- @kerner I’m raging with jealosy #
- Leaving Gatlinburg 70060 #
- I-24 and 155 heading toward Paducah @ 9:45 Central #
- 3:23 pm made it to Van Buren #
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I’ve enjoyed the time I’ve had to myself. I’ve picked up some new good habits and dropped some old ones. I’ve learned that I enjoy hard work toward a goal in which I believe (like cleaning the basement). I’ve also been reminded of just how hard my wife works to make our “life” easy.
The big things made a difference for sure, but it was the smallest things that stood out:
* Plants need water often to always look good when I come home.
* Newspapers don’t magically move from the driveway to the table and then to the trash.
* There’s a lot of mail that needs shredding on a *daily* basis.
* Bills get paid with minimal fuss.
* Clothes are hard to fold and look that neat.
I can’t wait to see Tammy, kiss and hug her and listen to all of her stories on the way home.
Listen up: the iPhone is expensive! There’s a good reason why and it’s shameful to say. It keeps out the “rif-raff”. Apple has evolved into a country club for technologists and the iPhone’s price ensures that Apple’s “right kind of people” get in. It would sound bad if owning Apple’s products were a Constitutional right. They are not.
While I’m sure you’ll hear people say that the price is not fair, they might not realize just how close they are to the truth. It’s not fair because Apple wants a certain segment of the population to own one at first. Those people will drive adoption in two ways: evangelism and envy. Remember the early iPods and the cries about price? Now you can buy an iPod shuffle for $79 (or even cheaper if you’re willing to buy refurbished) and pricing like that moves it into commodity status.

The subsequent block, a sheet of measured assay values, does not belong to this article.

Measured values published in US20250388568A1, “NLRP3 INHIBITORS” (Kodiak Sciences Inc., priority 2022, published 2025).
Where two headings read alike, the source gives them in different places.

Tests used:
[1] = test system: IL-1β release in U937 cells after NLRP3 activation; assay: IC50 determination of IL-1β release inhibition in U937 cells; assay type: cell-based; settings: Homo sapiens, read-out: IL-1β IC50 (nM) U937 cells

Normally, a producting being a commodity is bad for value. Take as an example Kleenex brand tissues. Everyone can buy a tissue and plenty of people call a tissue a Kleenex even when it’s not the same brand. There’s little to no value in the Kleenex name or the tissue itself. Is there any value in a cellphone today? No. People are willing to compromise features to achieve affordability because there’s so many types of cellphones with many of the same core featres.
Until June 29th. That’s when the game changes and cellphones have a value again.
How do you prevent brand and value dilution for Apple’s first pop culture phenom–the iPod? You probably can’t at this point–that ship has sailed–but it’s industrial design has helped it stretch. It’s that specific reason that such extreme steps have been taken with iPhone, starting with it’s price. How expensive do you really think the iPhone is to manufacture? More than $499? I doubt it. Let’s look at the ways that Apple will get revenue from the iPhone other than it’s purchase price:
1. Google search affiliation
2. Selling content through iTunes (including currently vaporware ringtones and widgets)
3. Kickbacks from AT&T for signups and contract values
Those three alone make it obvious that the price does two things: segreates people into classes based on wealth and helps cellphone manufacturers make a real margin on phones again.
dive into mark: “Pirates aren’t just distributors; they can also be content creators. They can rip, mix, burn, and mashup content at will, and they have a twisted sense of pride in offering ‘the best’ — whether that’s release speed, video quality, file format, or subtitles in 11 different languages.”
I’m hitting the road again. This time it’s the Galloway Creek Greenway [(PDF)](http://www.ozarkgreenways.org/southside_greenway_map.pdf) which is one of the trails maintained by Ozarks Greenways, a local conservation group.
It’s only about 5 miles and mostly flat, so it shouldn’t be too hard. It’s a good workout after Sunday’s overexertion.